Happy Language Access Month 2024 – County school districts respond to increase in English language learning students

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April is Language Access Month, where the salience of language access is highlighted. Eliminating language-related barriers for people who are limited English proficient is critical for them to have meaningful access to essential government services.

The importance of such access is well-highlighted by Georgetown University’s National Center for Cultural Competence:

“Being able to access services such as education, legal services, health and mental health care is very important and, in some cases, can even be a matter of life or death. It is difficult to imagine effective treatment, health education, support or any interaction within the health or mental health system without effective communication.

It is estimated that about 11 million people or 4.2% of the population of the United States experiences some level of difficulty speaking English well to not at all. Other estimates place the number of people with limited ability to speak English at least very well at more than 21 million, or 8.1 percent, of the U.S. population. This is especially important when we think of families in households where no one over the age of 14 speaks English at least very well. Such households are living in linguistic isolation. In the United States there are about 11 million households or 4.7 percent of the population in this category. It can be expected that these numbers will continue to increase, because of the changing demographics of the U.S. population.”

In 2019, the top five spoken languages encountered in Pittsburgh Public Schools other than English were: Spanish; Nepali; Swahili; Arabic; and Chinese Mandarin. In Pittsburgh and surrounding Allegheny County, there are several other LEP communities where the following languages are widely spoken: Korean; Ukrainian; Uzbek; Chin; Karen; and Mam (an indigenous language of Guatemala). Allegheny County, Pennsylvania is home to the City of Pittsburgh.

For 2024’s Language Access Month, the experience of the Allegheny County Public Schools is most instructive of the demographic and linguistic changes that are common throughout the United States. A community’s changing language diversity is often first revealed in public schools’ English Language Learner programs, as has happened in Allegheny County.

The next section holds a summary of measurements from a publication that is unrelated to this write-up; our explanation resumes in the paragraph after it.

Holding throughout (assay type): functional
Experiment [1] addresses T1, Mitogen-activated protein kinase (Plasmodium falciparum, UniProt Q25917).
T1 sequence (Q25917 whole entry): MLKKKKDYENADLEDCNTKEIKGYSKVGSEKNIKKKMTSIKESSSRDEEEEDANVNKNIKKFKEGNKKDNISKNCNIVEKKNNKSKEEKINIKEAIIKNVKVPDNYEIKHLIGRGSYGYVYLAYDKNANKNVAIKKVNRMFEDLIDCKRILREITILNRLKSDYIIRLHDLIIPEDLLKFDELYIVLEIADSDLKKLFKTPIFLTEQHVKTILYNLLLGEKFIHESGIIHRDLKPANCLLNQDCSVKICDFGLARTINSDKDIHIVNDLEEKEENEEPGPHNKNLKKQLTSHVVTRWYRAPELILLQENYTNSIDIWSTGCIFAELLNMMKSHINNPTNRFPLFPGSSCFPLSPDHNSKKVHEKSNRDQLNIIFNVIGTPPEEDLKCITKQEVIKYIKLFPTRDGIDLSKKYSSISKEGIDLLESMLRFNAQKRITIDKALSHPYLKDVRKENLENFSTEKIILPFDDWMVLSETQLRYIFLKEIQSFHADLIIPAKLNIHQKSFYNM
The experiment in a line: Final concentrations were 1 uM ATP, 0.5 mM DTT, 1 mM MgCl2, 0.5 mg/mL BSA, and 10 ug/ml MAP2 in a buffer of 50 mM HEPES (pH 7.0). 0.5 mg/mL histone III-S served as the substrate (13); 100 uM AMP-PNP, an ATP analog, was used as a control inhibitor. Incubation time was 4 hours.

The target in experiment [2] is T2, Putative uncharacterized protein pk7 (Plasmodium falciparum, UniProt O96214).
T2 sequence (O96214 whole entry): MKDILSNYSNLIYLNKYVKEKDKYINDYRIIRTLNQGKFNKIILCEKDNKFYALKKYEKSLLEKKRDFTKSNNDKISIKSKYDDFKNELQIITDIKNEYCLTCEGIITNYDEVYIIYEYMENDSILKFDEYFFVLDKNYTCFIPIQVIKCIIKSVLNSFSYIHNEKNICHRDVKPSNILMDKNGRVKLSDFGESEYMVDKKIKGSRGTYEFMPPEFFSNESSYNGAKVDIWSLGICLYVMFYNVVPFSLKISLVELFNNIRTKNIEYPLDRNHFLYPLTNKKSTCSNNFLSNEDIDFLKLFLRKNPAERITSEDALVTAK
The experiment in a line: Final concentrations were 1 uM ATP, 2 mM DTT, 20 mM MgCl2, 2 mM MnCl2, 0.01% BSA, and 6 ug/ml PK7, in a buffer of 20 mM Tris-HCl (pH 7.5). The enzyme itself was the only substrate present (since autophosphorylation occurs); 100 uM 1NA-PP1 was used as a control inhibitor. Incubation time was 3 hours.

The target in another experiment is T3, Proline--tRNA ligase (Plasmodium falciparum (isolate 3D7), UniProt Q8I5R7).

According to the Pittsburgh Post-Gazette:

“For the district of 4,544 students, that growth has led to using translation services to ensure communication with families not fluent in English, increasing necessary supports based on students’ English comprehension and evenly spreading students between the district’s 11 full-time ESL teachers and another who splits time between English language classes and other subject areas.

If you put yourself in the shoes of a student coming from a different country, and one day you just show up in America and you’re in an American school and you sit down and you don’t know how to speak the language and all you hear around you is English, it’s challenging,” Kara Eckert, the district’s deputy superintendent, said.

According to state data, four districts in Allegheny County saw the biggest spikes in English language learners between the 2018-19 and 2022-23 school years, including Baldwin-Whitehall, which grew by 113 ESL students in that time for a total of 428 in 2022-23; Chartiers Valley, which saw 116 more students for a total of 256 last year; Moon Area, which spiked by 119 students for a total of 213; and Pittsburgh Public, which saw a jump of 169 students for a total of 1,197.

[Most of t]he county’s other districts all saw increases as well. Absolutely across the board the numbers are up,” said Kelly Noyes, program director of educational support services at the Allegheny Intermediate Unit, which assists area school districts in meeting the needs of English learners. ‘Our numbers of students that we’re servicing are the highest that they have been in the 16 years that I’ve been here and I would say confidently in the history of the program.’…